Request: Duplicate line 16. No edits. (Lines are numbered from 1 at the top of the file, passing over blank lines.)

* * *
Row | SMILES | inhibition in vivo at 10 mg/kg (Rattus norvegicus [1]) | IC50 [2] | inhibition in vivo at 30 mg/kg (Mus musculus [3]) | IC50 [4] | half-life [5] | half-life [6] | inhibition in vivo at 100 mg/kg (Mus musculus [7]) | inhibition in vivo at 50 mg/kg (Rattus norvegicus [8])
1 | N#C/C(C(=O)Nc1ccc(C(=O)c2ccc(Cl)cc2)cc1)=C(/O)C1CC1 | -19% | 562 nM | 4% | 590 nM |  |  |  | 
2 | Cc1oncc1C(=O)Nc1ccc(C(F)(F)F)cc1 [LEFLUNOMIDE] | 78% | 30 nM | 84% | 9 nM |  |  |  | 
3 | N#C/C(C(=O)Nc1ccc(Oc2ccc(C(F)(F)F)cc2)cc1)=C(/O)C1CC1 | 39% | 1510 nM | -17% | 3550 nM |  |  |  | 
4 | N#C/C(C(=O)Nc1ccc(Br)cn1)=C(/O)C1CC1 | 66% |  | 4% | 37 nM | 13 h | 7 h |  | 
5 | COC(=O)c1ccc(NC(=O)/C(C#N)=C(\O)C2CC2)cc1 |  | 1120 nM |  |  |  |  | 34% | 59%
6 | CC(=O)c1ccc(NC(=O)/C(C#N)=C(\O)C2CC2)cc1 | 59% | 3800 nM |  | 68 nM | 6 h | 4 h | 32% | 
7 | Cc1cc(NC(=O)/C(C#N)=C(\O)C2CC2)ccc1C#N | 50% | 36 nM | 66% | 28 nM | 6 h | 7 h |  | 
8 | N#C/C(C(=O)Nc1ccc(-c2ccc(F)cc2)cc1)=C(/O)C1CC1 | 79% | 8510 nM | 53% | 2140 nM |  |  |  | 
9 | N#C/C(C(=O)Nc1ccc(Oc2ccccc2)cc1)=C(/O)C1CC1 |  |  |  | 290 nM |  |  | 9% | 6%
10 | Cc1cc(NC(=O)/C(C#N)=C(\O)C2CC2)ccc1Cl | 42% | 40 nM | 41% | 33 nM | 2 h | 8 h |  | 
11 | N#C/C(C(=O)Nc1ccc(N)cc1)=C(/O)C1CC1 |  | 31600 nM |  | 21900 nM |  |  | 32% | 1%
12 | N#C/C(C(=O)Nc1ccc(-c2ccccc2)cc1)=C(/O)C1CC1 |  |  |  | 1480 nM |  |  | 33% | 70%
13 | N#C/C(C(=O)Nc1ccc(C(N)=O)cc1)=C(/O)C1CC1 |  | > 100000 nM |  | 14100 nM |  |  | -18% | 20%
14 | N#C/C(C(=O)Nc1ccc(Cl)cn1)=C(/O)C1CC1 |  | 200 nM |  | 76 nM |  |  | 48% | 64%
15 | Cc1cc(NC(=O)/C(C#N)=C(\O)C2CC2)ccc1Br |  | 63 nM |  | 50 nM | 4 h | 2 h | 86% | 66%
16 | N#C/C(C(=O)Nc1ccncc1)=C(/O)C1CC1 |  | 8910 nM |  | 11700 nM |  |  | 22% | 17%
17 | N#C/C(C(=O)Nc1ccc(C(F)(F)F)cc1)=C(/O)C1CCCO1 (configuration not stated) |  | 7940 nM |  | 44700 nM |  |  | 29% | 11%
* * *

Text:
15 | Cc1cc(NC(=O)/C(C#N)=C(\O)C2CC2)ccc1Br |  | 63 nM |  | 50 nM | 4 h | 2 h | 86% | 66%